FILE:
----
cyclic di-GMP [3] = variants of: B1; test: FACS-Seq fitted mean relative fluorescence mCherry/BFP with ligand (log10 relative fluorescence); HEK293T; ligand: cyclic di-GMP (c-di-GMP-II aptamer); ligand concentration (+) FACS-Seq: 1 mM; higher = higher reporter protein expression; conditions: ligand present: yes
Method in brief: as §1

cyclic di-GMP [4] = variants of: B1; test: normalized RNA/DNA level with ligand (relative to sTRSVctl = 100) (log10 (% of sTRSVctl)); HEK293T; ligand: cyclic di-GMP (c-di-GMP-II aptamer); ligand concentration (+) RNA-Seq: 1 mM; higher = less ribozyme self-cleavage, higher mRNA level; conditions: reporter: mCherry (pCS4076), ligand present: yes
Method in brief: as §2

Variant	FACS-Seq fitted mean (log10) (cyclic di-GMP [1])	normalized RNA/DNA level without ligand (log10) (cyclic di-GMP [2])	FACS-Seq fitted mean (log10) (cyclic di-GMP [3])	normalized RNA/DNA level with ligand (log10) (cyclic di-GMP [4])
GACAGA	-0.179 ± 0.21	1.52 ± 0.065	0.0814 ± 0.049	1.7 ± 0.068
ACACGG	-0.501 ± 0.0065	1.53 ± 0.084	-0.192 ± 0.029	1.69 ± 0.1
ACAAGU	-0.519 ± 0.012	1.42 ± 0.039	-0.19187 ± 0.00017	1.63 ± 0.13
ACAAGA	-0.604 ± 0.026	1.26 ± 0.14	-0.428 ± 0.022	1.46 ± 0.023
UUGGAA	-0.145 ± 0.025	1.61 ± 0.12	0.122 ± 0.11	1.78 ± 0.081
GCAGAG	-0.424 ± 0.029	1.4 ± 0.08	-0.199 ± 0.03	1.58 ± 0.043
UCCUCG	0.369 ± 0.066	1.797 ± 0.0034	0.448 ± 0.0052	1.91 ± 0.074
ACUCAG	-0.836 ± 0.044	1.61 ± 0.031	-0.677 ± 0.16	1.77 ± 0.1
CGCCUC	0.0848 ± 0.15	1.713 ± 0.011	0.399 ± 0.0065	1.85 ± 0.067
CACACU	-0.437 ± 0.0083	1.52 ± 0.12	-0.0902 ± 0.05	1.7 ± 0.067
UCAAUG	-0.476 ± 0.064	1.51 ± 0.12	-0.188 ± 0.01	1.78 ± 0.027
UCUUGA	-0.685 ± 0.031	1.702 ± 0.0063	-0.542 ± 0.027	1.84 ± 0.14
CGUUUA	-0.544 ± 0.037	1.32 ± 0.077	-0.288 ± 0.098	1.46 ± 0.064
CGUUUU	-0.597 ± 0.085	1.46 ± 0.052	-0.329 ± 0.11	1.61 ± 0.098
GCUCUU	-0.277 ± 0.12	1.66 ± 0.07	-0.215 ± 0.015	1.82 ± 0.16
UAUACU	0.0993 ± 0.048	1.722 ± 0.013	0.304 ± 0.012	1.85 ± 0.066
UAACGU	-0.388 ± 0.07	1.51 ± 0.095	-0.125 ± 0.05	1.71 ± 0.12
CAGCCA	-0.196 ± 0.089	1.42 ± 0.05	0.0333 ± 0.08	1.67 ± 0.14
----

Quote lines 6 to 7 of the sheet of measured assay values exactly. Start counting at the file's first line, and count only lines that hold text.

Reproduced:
GACAGA	-0.179 ± 0.21	1.52 ± 0.065	0.0814 ± 0.049	1.7 ± 0.068
ACACGG	-0.501 ± 0.0065	1.53 ± 0.084	-0.192 ± 0.029	1.69 ± 0.1